maandag 18 september 2017


Making visualizations like maps or charts is the end product for many data journalism research. When you want to explain the structure of the research and the different steps of the data journalism research, problems emerge. Or when you want to make the research more transparent by sharing the outcome of the different steps of the research. For example I am using R for analysis and plotly for visualizations; for showing the different steps I am have a text describing the whole process in markdown. During the lecture or a training you have to switch from one application to another. Jupyter notebooks solves this problem, because by using different kernels in the notebook you can show text in markdown, calculations in R, and visualizations in plotly. You can also share the notebook with the data, so anybody can after downloading follow the research process step by step.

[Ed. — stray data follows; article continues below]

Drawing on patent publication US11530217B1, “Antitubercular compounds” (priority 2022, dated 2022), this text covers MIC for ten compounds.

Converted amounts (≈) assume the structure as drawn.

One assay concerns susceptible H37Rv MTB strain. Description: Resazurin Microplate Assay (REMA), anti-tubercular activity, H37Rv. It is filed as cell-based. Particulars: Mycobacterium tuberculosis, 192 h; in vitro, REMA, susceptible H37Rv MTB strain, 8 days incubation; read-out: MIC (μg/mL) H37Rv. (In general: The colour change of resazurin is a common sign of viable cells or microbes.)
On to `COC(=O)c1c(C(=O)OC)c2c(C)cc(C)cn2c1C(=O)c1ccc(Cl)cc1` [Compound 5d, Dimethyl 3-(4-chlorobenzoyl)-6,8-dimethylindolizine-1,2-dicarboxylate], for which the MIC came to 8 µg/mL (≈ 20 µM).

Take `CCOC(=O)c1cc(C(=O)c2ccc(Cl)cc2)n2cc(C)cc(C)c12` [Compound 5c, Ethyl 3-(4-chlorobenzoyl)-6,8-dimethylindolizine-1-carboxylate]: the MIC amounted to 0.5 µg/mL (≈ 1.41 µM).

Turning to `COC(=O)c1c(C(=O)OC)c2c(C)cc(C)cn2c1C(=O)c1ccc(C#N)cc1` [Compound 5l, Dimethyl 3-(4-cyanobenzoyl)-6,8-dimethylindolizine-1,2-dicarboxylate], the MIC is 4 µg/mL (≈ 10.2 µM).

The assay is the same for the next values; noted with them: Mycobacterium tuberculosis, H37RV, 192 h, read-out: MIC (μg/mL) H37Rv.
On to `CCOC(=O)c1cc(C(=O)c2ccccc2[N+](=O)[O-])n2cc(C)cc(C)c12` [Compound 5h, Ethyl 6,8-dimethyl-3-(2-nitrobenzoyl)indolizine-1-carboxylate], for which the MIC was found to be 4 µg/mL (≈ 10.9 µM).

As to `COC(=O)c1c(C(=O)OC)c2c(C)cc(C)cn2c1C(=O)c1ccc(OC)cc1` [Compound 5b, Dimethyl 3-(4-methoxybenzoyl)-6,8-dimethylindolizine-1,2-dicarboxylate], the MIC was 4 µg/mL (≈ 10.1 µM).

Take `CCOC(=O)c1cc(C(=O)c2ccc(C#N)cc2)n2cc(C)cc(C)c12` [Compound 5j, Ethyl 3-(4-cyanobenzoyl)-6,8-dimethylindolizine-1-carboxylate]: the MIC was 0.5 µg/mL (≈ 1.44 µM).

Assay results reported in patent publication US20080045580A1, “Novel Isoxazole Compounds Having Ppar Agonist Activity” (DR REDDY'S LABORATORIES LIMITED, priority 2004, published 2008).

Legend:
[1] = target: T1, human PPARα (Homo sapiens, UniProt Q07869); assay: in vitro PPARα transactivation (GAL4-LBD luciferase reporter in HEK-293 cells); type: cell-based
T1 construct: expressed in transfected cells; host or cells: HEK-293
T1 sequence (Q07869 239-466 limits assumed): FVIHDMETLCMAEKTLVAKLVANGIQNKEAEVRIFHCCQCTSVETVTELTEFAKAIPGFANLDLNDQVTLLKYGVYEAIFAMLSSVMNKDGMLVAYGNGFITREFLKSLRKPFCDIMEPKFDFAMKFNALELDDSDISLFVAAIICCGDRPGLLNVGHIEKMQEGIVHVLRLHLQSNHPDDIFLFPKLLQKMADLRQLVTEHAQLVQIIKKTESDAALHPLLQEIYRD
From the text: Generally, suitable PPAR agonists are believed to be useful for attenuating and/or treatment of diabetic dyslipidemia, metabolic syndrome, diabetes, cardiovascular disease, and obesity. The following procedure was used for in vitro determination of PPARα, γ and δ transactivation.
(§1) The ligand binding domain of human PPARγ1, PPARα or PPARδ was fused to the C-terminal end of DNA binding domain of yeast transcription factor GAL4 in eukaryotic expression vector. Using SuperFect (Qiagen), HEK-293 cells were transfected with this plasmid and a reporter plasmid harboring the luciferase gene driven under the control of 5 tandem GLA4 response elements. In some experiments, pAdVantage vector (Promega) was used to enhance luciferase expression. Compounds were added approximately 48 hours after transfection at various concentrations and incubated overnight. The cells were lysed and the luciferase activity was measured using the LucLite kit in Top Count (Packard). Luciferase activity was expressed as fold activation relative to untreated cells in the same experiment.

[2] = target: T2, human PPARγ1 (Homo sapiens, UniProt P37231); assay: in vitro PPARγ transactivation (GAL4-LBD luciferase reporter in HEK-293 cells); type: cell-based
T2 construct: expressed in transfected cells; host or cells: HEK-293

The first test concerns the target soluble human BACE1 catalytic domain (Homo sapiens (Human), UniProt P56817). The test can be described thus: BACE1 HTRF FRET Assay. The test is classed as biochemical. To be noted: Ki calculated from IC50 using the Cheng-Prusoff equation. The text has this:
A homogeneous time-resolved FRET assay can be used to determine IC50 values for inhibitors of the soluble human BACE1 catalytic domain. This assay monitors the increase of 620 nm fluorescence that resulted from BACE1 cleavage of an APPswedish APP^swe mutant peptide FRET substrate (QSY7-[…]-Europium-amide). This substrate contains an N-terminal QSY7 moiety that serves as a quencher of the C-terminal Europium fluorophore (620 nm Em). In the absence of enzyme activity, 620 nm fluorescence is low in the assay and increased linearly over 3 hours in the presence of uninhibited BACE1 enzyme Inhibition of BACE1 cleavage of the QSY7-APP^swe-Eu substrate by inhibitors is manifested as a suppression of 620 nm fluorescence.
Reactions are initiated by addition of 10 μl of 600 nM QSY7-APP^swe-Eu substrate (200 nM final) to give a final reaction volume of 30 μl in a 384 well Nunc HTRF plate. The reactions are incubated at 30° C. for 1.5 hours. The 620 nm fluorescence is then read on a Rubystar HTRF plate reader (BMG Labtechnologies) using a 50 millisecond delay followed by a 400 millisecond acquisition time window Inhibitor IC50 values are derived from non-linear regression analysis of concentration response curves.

Working and installing Jupyter works the easiest in Ubuntu. Python is already installed, and installing Jupyter on top of Python is not rocket science. Just follow the manual. If you want a quick introduction into the working of Jupyter an Youtube instruction is helpful. . Before using an R kernel in Jupyter you first have to install the kernel in R already installed. Here is some background and a guide for installing.
In the screen dump below I am using data about municipalities in the Netherlands. For visualization I am using and running a python 2 kernel in Jupyter, for the data analysis I am using the R kernel. The whole analysis is describes in markdown.
The strength of Jupyter is the use of many different languages: From Ruby to Javascript in different kernels if needed.

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